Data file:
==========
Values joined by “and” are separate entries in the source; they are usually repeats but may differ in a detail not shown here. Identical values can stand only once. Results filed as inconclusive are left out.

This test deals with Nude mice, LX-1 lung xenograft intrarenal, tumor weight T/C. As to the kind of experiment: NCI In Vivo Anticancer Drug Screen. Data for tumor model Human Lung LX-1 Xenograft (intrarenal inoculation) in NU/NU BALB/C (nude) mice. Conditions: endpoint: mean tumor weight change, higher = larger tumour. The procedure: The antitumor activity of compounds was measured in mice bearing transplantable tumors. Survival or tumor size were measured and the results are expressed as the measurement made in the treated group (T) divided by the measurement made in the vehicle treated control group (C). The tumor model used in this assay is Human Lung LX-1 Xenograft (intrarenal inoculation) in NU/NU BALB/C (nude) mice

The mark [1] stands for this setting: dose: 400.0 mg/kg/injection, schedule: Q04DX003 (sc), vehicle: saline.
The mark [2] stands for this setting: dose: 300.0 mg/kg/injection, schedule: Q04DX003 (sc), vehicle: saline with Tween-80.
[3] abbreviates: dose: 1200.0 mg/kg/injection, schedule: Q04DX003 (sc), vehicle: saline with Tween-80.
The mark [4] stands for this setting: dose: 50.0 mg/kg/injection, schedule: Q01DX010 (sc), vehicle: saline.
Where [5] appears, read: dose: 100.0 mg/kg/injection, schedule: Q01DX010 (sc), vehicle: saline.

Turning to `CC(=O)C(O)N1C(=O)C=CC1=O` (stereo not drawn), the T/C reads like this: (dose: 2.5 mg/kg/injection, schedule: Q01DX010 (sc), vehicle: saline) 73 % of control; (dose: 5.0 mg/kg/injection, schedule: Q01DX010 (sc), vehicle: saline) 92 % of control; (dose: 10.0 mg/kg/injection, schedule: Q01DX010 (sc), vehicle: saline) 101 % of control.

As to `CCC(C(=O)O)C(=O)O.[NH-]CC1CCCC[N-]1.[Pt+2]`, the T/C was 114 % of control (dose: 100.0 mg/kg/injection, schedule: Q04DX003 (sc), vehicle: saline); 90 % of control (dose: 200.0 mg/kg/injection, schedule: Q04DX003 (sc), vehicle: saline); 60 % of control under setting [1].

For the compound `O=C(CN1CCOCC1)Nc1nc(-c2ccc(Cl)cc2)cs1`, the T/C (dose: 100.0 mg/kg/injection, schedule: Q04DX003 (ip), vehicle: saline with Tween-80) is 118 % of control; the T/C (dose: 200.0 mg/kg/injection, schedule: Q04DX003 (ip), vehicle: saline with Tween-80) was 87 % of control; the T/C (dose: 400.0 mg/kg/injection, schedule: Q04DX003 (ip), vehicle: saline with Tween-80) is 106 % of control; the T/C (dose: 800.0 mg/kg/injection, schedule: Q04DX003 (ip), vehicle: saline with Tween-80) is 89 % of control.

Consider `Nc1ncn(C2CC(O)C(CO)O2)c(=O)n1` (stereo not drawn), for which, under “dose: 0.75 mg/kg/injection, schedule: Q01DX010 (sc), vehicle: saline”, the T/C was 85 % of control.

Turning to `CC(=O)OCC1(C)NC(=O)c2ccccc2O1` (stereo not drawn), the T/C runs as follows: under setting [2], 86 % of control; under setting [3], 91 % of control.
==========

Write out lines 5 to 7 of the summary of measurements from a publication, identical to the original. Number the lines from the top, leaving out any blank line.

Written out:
[3] abbreviates: dose: 1200.0 mg/kg/injection, schedule: Q04DX003 (sc), vehicle: saline with Tween-80.
The mark [4] stands for this setting: dose: 50.0 mg/kg/injection, schedule: Q01DX010 (sc), vehicle: saline.
Where [5] appears, read: dose: 100.0 mg/kg/injection, schedule: Q01DX010 (sc), vehicle: saline.